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Heat sources in the science lab

Heat sources in the science lab

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Why do we need to heat things in the chemistry lab?

Heat sources in the science lab

Excuse me! What are you doing?? Heating this up! Just like you asked me to. Duh!

I didn't mean with a candle! That takes forever! For some chemical reactions to take place, you have to heat up the mixture. Okay, I'll show you the different ways to heat mixtures! A candle is perhaps not the best heat source!

Since it only provides a small amount of heat. The other problem with a candle is that black residue it leaves behind - soot. If you don't want any soot you can use a spirit burner, which burns flammable liquids. It produces a flame not much hotter than a candle's flame - but there's no soot left behind! It needs fuel to burn so make sure you know what kind of fuel it uses so you can refill it when it gets low!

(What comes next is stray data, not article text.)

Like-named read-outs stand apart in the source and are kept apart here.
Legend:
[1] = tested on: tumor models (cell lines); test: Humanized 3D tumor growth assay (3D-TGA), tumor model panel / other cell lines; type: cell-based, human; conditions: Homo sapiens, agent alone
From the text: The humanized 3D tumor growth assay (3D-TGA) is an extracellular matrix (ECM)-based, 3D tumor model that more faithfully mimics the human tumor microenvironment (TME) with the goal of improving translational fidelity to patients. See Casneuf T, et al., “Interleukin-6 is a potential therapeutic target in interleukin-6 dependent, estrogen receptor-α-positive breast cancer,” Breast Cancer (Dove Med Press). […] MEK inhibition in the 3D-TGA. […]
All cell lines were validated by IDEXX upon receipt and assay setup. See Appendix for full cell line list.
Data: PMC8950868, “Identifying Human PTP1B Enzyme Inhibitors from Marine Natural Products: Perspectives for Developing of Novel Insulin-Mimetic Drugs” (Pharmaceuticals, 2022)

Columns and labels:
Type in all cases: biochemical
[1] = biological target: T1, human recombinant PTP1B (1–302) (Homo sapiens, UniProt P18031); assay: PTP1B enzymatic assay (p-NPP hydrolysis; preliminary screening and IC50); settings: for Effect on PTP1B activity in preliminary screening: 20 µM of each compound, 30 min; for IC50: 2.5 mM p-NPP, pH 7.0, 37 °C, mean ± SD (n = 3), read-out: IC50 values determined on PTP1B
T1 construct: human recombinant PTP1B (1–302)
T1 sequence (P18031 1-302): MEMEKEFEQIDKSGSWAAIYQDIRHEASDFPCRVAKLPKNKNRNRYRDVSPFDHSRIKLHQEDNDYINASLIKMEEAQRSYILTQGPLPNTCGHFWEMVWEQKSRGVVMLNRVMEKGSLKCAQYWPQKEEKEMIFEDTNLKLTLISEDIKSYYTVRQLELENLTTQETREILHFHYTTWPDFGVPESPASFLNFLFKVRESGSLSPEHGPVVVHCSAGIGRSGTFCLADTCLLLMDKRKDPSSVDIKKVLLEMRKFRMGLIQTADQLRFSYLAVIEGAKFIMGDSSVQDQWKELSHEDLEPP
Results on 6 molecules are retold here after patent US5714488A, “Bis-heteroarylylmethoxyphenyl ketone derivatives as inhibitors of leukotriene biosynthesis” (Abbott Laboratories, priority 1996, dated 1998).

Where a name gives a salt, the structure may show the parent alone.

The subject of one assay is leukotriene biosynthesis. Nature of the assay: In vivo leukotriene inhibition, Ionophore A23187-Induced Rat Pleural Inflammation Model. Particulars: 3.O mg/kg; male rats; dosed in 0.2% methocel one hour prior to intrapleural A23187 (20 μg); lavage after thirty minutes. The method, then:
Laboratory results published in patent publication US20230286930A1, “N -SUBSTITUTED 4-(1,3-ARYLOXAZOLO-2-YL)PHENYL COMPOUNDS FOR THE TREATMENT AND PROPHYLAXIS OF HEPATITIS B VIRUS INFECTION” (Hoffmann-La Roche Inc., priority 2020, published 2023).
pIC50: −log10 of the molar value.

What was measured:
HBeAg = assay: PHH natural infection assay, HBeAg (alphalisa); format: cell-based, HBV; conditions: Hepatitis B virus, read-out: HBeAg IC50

BUT! Only refill the spirit burner when it's cooled off. Otherwise it might result in... Yes, a great ball of fire! Here's the best heat source in the laboratory...

It burns flammable gas, which is fed from a pipe on the side. It was invented in the 1850's and got its name from the German chemist Robert Bunsen - we call it the Bunsen burner. The Bunsen burner has the hottest flame. It can reach temperatures of more than one thousand degrees Celsius. What makes it really handy is that you can adjust the amount of air that flows to the flame as well as the amount of gas that it burns.

Less air if you want a cooler flame... ... or more air if you want a hotter flame. Less gas for a smaller flame... ... or more for a larger flame. But hang on!

WHY not just use a stove? In chemistry we often use small containers for heating. A lot of the heat from a stove would simply diffuse into the air. And if the stove is electrical it won't heat up as fast as a burner. You also can't change the temperature as quickly.

So which heat source should you use? Well! It all depends on the experiment! If you're uncertain, you can always ask your teacher... Careful!

Watch out! Or make sure you have a trusted expert around!